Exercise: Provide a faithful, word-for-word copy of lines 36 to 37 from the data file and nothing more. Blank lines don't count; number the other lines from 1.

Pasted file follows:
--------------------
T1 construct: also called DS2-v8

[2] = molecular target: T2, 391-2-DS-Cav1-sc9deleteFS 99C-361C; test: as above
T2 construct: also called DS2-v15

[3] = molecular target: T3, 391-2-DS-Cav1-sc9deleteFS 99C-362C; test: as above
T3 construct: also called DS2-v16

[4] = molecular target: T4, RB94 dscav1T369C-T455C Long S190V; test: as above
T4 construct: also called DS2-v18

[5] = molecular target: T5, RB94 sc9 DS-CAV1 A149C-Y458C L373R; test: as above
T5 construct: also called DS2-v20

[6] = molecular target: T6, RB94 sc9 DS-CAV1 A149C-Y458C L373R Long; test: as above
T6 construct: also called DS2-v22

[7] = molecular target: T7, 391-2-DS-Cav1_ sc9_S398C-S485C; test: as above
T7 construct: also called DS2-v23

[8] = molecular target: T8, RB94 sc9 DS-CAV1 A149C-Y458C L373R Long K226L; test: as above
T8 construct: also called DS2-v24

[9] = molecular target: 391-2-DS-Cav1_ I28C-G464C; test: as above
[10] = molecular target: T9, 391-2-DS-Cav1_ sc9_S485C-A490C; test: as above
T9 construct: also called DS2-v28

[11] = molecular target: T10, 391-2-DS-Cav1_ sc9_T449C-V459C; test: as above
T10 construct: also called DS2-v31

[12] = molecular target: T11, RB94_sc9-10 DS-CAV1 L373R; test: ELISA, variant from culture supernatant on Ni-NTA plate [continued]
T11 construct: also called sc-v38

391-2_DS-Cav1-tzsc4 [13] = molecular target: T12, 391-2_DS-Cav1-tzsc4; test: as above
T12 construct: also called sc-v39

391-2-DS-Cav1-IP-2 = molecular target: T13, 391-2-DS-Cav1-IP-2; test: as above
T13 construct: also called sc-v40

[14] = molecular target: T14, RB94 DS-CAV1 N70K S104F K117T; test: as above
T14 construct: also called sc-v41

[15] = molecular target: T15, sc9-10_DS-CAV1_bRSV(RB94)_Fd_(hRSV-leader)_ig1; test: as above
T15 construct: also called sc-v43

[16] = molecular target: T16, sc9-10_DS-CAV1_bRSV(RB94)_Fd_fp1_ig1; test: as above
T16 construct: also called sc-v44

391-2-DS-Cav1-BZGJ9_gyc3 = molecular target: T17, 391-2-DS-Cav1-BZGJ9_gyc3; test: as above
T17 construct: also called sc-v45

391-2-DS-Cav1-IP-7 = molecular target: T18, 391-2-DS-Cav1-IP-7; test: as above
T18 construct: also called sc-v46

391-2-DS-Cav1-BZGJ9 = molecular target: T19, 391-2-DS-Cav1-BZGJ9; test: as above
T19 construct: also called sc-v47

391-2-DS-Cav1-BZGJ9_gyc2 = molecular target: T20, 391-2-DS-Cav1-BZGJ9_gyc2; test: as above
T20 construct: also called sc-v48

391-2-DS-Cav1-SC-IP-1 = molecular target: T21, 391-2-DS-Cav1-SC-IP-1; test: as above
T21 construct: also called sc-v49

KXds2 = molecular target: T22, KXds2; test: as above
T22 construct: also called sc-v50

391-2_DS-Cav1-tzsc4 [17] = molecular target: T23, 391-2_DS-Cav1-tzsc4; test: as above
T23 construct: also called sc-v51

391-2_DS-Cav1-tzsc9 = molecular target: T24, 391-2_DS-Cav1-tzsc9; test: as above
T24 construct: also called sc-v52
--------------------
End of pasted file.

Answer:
T18 construct: also called sc-v46

391-2-DS-Cav1-BZGJ9 = molecular target: T19, 391-2-DS-Cav1-BZGJ9; test: as above